Friday, May 03, 2013
Tamanaha and Tuition Class Bias? Oh come on!
There is to be sure a class bias when it comes to admissions. By the time a person is 21 or so, he or she has gone through a multitude of filtering processes that gradually eliminate the vast majority from attending law school and much of this filtering is class based.
I know not to trust second hand reports and particular news reports. My last post was about scholars as salesmen. They are topped, however, by news reporters whose livelihood depends catching your eye and telling a story and, as the person discussed in my last post describes himself, they too have a post modern relationship with the truth.
That being said here is a quote, out of context and according the to an article writer from the new book by Brian Tamanaha (talk about someone making a career out the law school disaster);
“The pricing structure of legal education has profound class implications,” Tamanaha writes. “High tuition will inhibit people from middle-class and poor families more than it will deter the offspring of the rich with ample resources. Law school scholarship policies … in effect channel students with financial means to higher ranked law schools, reaping better opportunities, while sending students without money to lower law schools [where they qualify for better aid packages]. A growing proportion of elite legal positions will be held by people from wealthy backgrounds as a result. … Yet as law school tuition rose to its current extraordinary heights, progressive law professors did nothing to resist it.”
Anyone reading this blog knows how much I love to pounce on elitist hypocrisy. It's so easy -- vanity courses, capped sections, the me mentality, a total blind eye to matters of class. The list goes on and Brian has definitely tapped into one. I too have heard very little from self appointed liberals about class. But what is new? Class based issues terrify them. They are fine with race, gender, and sexual preference became they do not even implicitly lead to questioning the legitimacy of their positions. Class, however, is another issue altogether because it forces the question "What did you personally to merit your job." As one friend replied when I asked why we never talk about class, "Too important."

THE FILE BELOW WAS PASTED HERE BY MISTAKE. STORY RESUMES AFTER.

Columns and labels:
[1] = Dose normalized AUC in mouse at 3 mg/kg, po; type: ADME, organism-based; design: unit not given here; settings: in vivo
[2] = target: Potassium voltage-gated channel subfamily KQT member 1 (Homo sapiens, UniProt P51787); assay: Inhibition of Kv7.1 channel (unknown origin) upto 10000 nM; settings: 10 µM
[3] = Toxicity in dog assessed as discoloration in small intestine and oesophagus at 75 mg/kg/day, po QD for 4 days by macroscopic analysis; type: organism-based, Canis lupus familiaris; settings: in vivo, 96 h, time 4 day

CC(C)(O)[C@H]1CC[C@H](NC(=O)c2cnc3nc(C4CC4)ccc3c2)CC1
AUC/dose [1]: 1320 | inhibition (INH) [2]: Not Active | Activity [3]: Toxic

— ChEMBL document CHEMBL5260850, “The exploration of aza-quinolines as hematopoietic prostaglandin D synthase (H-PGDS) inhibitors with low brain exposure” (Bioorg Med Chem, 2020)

Thus, the indifference Brian writes about is true but the quote way overstates its important. Higher tuition may have the effect he describes but it is only at the extreme margin. Tuition may be something progressive law professors should be concerned about as should commentators like Brian. Maybe they are but, even a tiny focus on that ignores the things that people who have actual contact with poor families know. Believe me, they should be so fortunate that higher tuition is what keeps the out of top or any law schools. If the quote is accurate and not taken out of a broader context, it is a sad commentary on the lack of class consciousnesses.
As for me. How would I finance higher education.It's easy. Every student in every field would be given a bill for the full cost of their education. Assistance in paying that bill would be based on need. The logic that the state pays for those who score high on test regardless of their means is just another example of the haves getting even more.